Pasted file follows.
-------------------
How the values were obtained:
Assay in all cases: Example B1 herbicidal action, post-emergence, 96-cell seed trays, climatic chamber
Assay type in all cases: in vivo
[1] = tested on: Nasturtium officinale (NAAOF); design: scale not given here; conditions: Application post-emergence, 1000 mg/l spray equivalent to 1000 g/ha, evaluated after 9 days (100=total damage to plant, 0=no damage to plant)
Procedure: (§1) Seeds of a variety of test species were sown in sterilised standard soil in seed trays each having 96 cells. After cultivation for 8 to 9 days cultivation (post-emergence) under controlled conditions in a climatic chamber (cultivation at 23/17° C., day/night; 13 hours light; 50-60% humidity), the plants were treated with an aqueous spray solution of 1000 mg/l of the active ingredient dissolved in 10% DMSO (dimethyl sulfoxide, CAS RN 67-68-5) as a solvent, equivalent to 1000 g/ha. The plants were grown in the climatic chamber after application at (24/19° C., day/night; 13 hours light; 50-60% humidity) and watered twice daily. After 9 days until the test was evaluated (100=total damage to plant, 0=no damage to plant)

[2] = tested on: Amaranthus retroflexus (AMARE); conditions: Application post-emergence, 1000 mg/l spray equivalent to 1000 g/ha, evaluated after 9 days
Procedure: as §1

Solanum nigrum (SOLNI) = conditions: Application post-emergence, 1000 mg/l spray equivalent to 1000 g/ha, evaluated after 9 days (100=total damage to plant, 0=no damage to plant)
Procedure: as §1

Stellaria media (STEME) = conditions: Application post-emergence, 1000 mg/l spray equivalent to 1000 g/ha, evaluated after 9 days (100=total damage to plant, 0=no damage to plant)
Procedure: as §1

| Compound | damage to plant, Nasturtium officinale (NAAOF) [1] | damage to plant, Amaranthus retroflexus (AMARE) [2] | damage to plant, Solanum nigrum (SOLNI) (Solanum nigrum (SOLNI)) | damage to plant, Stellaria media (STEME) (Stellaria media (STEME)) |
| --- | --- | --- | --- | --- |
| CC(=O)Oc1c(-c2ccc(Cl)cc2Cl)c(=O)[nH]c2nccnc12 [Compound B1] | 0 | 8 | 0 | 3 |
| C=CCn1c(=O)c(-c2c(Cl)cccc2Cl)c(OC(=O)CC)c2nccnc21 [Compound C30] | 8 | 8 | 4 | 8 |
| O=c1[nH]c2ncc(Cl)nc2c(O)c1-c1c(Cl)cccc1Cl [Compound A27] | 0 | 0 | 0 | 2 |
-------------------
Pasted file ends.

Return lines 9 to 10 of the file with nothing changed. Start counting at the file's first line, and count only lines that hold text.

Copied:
Procedure: as §1

Stellaria media (STEME) = conditions: Application post-emergence, 1000 mg/l spray equivalent to 1000 g/ha, evaluated after 9 days (100=total damage to plant, 0=no damage to plant)